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Old 04-25-17, 09:54 PM
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On a side note, it still showed 5V and not 0V, why?
Would bet you have a digital not analog meter. They tend to show false readings due to induced voltages.
From what I remember, the live (black) wire should go to the smaller pin in the plug, right?
Yes, black to brass.
 
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Old 04-26-17, 07:11 PM
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Yes, it is a digital multimeter.

Thanks for the help, the light is functioning now.

Marko
 
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Old 04-26-17, 07:33 PM
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And indeed, out of four wires only one stayed attached to it when I pulled it out.
And for those who provided feedback here, the outlet uses only screws and not those "push in" holes.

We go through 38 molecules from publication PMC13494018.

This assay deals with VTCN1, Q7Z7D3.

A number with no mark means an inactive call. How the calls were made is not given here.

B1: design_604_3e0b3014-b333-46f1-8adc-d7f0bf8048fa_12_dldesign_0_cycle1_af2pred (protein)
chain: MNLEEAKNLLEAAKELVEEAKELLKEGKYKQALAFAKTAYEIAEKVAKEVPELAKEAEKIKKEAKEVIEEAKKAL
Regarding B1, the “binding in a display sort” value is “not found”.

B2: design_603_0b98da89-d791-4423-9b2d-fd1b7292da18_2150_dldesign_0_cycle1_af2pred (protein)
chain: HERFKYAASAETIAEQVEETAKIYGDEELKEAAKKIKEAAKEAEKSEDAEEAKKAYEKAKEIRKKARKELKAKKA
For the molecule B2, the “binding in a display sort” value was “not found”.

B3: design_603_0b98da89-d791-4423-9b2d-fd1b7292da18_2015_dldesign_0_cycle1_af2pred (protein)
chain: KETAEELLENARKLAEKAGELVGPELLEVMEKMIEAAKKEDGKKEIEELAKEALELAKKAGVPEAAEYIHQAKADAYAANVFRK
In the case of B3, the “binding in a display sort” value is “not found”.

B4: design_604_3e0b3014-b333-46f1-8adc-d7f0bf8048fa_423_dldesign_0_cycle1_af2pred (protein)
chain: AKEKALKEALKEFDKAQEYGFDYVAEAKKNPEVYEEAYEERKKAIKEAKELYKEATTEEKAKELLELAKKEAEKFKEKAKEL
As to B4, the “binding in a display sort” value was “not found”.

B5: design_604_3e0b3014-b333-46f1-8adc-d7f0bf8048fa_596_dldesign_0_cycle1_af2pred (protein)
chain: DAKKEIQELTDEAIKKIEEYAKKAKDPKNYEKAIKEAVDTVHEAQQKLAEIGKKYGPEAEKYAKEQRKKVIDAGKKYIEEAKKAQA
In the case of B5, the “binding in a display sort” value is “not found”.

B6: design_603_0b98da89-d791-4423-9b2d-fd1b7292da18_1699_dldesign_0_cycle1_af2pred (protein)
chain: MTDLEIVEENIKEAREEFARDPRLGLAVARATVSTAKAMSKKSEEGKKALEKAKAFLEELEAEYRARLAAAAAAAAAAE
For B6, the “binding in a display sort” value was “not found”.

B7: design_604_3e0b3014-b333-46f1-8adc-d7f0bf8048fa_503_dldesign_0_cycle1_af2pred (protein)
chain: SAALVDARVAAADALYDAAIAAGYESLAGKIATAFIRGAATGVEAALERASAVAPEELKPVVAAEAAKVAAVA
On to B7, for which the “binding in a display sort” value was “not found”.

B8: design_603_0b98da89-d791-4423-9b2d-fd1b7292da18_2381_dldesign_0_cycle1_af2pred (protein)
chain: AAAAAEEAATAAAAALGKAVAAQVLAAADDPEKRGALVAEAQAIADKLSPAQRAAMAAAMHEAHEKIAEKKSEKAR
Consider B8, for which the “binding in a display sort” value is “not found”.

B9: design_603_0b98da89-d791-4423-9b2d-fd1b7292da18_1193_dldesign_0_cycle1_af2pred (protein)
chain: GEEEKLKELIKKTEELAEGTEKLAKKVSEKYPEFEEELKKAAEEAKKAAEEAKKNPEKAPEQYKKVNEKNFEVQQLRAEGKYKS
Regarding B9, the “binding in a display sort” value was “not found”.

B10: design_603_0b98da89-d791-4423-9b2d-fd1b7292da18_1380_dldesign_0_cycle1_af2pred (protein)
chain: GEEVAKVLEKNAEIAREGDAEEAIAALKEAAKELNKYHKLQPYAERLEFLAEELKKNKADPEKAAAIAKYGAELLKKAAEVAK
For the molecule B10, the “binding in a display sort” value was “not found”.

Those screws being loose were just as bad as the push-in terminals.
You found one with loose screws.... how many more are there ?
 
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Old 04-27-17, 09:51 PM
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I did not look at any other outlets to check if the connections in them are good. I have not notice any other malfunction.

Marko
 
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Old 04-27-17, 09:54 PM
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Hopefully it was a one-off problem. If not you'll be checking more of the devices.